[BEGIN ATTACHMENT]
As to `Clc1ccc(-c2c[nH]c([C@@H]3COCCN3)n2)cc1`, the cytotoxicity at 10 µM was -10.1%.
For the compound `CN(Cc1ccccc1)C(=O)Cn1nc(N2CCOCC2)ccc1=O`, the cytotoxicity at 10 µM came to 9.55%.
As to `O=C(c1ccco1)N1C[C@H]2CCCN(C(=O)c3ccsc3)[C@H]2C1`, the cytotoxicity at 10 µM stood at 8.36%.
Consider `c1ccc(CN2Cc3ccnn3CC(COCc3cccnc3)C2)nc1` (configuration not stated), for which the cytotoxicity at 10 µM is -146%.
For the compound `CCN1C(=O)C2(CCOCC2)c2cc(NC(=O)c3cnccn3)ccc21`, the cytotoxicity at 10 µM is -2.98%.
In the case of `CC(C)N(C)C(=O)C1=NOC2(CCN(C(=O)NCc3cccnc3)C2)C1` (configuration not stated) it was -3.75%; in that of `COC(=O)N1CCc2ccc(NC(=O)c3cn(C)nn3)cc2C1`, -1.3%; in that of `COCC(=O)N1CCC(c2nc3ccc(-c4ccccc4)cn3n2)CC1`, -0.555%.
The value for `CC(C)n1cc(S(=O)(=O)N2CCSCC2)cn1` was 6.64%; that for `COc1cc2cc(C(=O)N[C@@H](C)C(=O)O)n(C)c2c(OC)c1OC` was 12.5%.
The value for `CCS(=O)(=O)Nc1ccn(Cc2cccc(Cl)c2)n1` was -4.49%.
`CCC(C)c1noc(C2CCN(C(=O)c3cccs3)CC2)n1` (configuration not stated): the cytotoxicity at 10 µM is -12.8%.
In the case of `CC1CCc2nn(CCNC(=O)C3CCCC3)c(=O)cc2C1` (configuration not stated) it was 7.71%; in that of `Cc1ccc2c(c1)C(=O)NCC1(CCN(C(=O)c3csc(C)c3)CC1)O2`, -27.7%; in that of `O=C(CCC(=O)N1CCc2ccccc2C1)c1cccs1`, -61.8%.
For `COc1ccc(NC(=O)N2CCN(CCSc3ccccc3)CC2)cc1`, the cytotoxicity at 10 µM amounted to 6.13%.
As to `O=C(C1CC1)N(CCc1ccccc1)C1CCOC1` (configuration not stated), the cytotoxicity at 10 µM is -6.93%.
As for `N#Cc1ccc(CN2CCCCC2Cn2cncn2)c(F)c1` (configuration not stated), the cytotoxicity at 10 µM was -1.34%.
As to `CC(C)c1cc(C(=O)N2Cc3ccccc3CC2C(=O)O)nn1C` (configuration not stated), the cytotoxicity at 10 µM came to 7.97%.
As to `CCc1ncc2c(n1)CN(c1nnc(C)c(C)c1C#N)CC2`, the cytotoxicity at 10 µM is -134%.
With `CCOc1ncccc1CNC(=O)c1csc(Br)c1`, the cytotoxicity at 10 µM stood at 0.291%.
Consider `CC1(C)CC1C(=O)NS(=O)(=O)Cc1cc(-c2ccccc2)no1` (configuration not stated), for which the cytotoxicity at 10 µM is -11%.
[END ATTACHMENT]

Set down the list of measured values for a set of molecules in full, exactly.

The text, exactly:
As to `Clc1ccc(-c2c[nH]c([C@@H]3COCCN3)n2)cc1`, the cytotoxicity at 10 µM was -10.1%.
For the compound `CN(Cc1ccccc1)C(=O)Cn1nc(N2CCOCC2)ccc1=O`, the cytotoxicity at 10 µM came to 9.55%.
As to `O=C(c1ccco1)N1C[C@H]2CCCN(C(=O)c3ccsc3)[C@H]2C1`, the cytotoxicity at 10 µM stood at 8.36%.
Consider `c1ccc(CN2Cc3ccnn3CC(COCc3cccnc3)C2)nc1` (configuration not stated), for which the cytotoxicity at 10 µM is -146%.
For the compound `CCN1C(=O)C2(CCOCC2)c2cc(NC(=O)c3cnccn3)ccc21`, the cytotoxicity at 10 µM is -2.98%.
In the case of `CC(C)N(C)C(=O)C1=NOC2(CCN(C(=O)NCc3cccnc3)C2)C1` (configuration not stated) it was -3.75%; in that of `COC(=O)N1CCc2ccc(NC(=O)c3cn(C)nn3)cc2C1`, -1.3%; in that of `COCC(=O)N1CCC(c2nc3ccc(-c4ccccc4)cn3n2)CC1`, -0.555%.
The value for `CC(C)n1cc(S(=O)(=O)N2CCSCC2)cn1` was 6.64%; that for `COc1cc2cc(C(=O)N[C@@H](C)C(=O)O)n(C)c2c(OC)c1OC` was 12.5%.
The value for `CCS(=O)(=O)Nc1ccn(Cc2cccc(Cl)c2)n1` was -4.49%.
`CCC(C)c1noc(C2CCN(C(=O)c3cccs3)CC2)n1` (configuration not stated): the cytotoxicity at 10 µM is -12.8%.
In the case of `CC1CCc2nn(CCNC(=O)C3CCCC3)c(=O)cc2C1` (configuration not stated) it was 7.71%; in that of `Cc1ccc2c(c1)C(=O)NCC1(CCN(C(=O)c3csc(C)c3)CC1)O2`, -27.7%; in that of `O=C(CCC(=O)N1CCc2ccccc2C1)c1cccs1`, -61.8%.
For `COc1ccc(NC(=O)N2CCN(CCSc3ccccc3)CC2)cc1`, the cytotoxicity at 10 µM amounted to 6.13%.
As to `O=C(C1CC1)N(CCc1ccccc1)C1CCOC1` (configuration not stated), the cytotoxicity at 10 µM is -6.93%.
As for `N#Cc1ccc(CN2CCCCC2Cn2cncn2)c(F)c1` (configuration not stated), the cytotoxicity at 10 µM was -1.34%.
As to `CC(C)c1cc(C(=O)N2Cc3ccccc3CC2C(=O)O)nn1C` (configuration not stated), the cytotoxicity at 10 µM came to 7.97%.
As to `CCc1ncc2c(n1)CN(c1nnc(C)c(C)c1C#N)CC2`, the cytotoxicity at 10 µM is -134%.
With `CCOc1ncccc1CNC(=O)c1csc(Br)c1`, the cytotoxicity at 10 µM stood at 0.291%.
Consider `CC1(C)CC1C(=O)NS(=O)(=O)Cc1cc(-c2ccccc2)no1` (configuration not stated), for which the cytotoxicity at 10 µM is -11%.